Chris's suggestion regarding putting bag DEs in a cabinet with HEPA filters is a really good one. Not a solution for everyone, but a relatively simple, effective one in many cases. And people will be astounded at how dirty the HEPA filters get, proving how bad bag dust extractors are in removing small particles.

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  8. #38
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    Quote Originally Posted by Alan Lightstone View Post
    So, excellent, and perhaps overkill air filters really play a big role here. Workshops need good air filters, with high level filtration filters on them, and they need to be turned on. That way, if your mask is leaking, or you're not wearing it, at least large amounts of the airborne particles will be filtered out. While clearly good dust collection at the source from a good cyclone is extremely important, and should be the first step (collect the dust at the source), at least this helps in situations where people don't have great dust collectors.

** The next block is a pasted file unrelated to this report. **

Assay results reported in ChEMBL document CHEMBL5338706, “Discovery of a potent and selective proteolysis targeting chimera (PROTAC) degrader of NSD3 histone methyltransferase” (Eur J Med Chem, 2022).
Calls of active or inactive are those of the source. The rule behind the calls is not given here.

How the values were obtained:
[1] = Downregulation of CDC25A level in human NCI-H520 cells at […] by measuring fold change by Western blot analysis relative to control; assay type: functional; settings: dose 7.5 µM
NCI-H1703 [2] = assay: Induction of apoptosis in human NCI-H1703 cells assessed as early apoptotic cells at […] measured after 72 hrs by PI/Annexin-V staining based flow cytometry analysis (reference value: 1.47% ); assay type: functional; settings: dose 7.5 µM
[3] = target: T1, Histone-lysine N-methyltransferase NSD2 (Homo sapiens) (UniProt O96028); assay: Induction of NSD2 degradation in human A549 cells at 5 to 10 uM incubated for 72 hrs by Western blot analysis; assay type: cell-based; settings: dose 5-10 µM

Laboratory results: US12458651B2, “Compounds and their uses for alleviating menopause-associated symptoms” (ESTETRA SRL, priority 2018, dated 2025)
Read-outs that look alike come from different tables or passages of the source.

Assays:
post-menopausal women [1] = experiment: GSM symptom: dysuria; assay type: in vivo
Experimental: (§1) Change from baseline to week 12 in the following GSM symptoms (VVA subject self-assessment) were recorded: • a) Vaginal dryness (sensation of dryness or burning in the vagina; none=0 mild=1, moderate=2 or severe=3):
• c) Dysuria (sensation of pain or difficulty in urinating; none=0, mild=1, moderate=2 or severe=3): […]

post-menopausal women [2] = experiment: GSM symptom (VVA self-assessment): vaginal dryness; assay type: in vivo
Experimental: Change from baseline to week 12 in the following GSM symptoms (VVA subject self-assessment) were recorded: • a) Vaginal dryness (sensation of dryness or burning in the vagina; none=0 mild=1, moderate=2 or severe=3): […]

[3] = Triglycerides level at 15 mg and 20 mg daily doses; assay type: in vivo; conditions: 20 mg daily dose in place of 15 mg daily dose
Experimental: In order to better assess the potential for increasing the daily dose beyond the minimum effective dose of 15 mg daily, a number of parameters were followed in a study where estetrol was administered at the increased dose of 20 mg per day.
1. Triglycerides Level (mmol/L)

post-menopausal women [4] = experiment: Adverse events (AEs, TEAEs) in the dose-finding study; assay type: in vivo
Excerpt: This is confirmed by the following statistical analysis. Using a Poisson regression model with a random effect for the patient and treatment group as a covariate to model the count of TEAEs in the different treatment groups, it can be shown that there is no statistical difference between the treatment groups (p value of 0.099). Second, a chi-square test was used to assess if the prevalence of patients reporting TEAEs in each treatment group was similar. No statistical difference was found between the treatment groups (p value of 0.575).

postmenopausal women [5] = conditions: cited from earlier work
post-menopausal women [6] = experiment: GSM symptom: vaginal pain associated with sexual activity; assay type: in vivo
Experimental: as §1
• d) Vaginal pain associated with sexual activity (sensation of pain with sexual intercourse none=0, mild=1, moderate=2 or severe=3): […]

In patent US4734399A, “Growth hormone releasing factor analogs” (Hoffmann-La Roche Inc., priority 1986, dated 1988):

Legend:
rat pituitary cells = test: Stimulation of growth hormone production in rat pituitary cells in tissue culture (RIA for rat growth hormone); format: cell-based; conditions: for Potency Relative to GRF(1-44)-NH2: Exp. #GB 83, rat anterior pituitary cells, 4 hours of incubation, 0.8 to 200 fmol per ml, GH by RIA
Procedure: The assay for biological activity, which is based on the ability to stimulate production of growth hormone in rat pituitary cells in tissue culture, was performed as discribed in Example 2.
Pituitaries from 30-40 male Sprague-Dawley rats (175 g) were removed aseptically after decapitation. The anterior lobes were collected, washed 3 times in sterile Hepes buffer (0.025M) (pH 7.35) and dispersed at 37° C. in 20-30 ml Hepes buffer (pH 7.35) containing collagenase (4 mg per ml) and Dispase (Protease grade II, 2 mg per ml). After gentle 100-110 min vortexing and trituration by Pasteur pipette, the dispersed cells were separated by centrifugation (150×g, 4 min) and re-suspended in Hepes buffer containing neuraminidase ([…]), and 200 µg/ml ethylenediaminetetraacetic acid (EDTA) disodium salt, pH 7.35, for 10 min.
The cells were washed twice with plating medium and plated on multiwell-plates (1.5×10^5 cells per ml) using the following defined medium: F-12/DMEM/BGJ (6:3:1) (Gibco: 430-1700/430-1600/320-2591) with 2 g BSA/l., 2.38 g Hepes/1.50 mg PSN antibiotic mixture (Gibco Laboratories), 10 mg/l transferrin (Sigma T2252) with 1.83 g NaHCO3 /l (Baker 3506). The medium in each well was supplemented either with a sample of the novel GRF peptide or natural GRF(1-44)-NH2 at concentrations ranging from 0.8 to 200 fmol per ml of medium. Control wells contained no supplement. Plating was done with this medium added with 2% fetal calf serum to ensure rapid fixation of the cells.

To be honest with you I never wear respirator protection, the dust levels in my workshop are very low as I have all windows and doors open and I try and collect most dust and debris at the machine. The average temp here during a winter's day is in upper teens Celsius and most days a shirt is all I need, in summer I relax in the AC cooled house when it gets too hot. Having to work in recirculated air puts a different angle on things and it should make WW's even more aware of DE. I have seen it said needing an air filter just means that the DE system is not good enough. Having said that dust collection on a mitre saw is like rounding up cats and hand and machine sanding along with lathes are also major dust culprits as well so good air filtration is needed in a closed environment along with PPE. I would install filters so they are easy to change because if a job is hard it gets ignored.
    Chris

    Everything I like is either illegal, immoral or fattening